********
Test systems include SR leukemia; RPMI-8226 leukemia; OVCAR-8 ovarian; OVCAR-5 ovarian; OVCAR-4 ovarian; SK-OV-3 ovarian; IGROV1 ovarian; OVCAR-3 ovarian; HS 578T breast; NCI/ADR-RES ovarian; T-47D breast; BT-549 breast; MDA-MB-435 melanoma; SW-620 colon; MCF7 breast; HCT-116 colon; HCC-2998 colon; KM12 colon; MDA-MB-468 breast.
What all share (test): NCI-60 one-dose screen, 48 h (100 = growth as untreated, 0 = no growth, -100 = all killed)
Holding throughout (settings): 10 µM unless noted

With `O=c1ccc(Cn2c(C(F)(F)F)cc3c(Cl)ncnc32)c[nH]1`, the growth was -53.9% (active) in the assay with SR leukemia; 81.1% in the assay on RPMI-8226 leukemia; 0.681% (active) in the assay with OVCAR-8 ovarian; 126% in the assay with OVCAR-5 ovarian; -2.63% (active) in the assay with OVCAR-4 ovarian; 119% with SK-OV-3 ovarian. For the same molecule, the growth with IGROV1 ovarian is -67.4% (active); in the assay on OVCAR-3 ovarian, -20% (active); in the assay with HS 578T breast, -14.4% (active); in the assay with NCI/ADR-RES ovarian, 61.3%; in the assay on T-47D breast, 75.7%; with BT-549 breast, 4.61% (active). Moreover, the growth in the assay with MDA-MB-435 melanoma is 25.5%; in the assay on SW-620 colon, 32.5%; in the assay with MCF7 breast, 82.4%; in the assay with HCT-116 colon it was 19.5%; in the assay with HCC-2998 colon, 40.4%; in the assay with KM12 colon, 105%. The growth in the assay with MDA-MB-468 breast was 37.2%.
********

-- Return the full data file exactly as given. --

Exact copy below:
Test systems include SR leukemia; RPMI-8226 leukemia; OVCAR-8 ovarian; OVCAR-5 ovarian; OVCAR-4 ovarian; SK-OV-3 ovarian; IGROV1 ovarian; OVCAR-3 ovarian; HS 578T breast; NCI/ADR-RES ovarian; T-47D breast; BT-549 breast; MDA-MB-435 melanoma; SW-620 colon; MCF7 breast; HCT-116 colon; HCC-2998 colon; KM12 colon; MDA-MB-468 breast.
What all share (test): NCI-60 one-dose screen, 48 h (100 = growth as untreated, 0 = no growth, -100 = all killed)
Holding throughout (settings): 10 µM unless noted

With `O=c1ccc(Cn2c(C(F)(F)F)cc3c(Cl)ncnc32)c[nH]1`, the growth was -53.9% (active) in the assay with SR leukemia; 81.1% in the assay on RPMI-8226 leukemia; 0.681% (active) in the assay with OVCAR-8 ovarian; 126% in the assay with OVCAR-5 ovarian; -2.63% (active) in the assay with OVCAR-4 ovarian; 119% with SK-OV-3 ovarian. For the same molecule, the growth with IGROV1 ovarian is -67.4% (active); in the assay on OVCAR-3 ovarian, -20% (active); in the assay with HS 578T breast, -14.4% (active); in the assay with NCI/ADR-RES ovarian, 61.3%; in the assay on T-47D breast, 75.7%; with BT-549 breast, 4.61% (active). Moreover, the growth in the assay with MDA-MB-435 melanoma is 25.5%; in the assay on SW-620 colon, 32.5%; in the assay with MCF7 breast, 82.4%; in the assay with HCT-116 colon it was 19.5%; in the assay with HCC-2998 colon, 40.4%; in the assay with KM12 colon, 105%. The growth in the assay with MDA-MB-468 breast was 37.2%.